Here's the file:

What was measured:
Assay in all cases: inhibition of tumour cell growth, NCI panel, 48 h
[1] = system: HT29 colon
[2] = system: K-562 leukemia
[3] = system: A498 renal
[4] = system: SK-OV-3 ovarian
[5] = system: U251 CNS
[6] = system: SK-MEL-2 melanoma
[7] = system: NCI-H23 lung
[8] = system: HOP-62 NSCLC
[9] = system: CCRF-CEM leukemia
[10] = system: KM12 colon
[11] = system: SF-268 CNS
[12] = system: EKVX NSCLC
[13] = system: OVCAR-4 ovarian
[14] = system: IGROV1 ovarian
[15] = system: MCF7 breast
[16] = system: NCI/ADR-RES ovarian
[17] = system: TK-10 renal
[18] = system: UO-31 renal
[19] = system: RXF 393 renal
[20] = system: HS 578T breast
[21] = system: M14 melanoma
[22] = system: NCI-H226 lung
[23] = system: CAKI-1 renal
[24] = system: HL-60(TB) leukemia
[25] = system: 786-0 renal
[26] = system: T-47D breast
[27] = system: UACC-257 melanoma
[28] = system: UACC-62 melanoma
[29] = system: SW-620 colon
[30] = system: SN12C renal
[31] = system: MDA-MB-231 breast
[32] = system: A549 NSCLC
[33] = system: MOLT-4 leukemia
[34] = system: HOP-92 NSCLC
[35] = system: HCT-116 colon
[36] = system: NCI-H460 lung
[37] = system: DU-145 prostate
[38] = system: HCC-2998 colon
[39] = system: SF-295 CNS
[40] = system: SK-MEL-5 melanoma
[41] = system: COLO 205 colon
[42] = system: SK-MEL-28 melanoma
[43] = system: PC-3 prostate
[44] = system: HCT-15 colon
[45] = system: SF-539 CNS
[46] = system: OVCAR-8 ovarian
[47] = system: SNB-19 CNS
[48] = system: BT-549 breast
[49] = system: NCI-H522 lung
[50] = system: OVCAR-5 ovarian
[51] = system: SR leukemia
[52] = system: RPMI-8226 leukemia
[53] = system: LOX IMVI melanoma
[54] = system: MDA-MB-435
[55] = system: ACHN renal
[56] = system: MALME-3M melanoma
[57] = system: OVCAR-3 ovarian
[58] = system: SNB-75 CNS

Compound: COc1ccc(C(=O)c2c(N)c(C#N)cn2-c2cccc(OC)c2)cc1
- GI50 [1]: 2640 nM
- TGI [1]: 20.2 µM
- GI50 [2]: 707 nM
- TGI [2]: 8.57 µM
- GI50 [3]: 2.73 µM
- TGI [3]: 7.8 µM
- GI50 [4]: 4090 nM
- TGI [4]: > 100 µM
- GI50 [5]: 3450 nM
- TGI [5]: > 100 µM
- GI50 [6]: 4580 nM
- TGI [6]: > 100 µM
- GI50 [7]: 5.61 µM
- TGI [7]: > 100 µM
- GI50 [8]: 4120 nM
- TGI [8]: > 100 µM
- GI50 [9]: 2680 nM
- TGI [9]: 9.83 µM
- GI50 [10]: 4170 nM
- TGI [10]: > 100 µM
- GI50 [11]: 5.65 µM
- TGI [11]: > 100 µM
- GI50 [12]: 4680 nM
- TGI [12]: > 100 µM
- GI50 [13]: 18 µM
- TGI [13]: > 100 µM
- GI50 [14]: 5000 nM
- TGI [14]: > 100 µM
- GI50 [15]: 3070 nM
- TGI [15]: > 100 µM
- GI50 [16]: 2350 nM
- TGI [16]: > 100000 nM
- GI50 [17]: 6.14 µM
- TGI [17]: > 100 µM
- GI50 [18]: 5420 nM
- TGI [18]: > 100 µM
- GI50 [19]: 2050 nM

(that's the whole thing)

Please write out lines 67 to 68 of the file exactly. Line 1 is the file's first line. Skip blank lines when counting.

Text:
- TGI [3]: 7.8 µM
- GI50 [4]: 4090 nM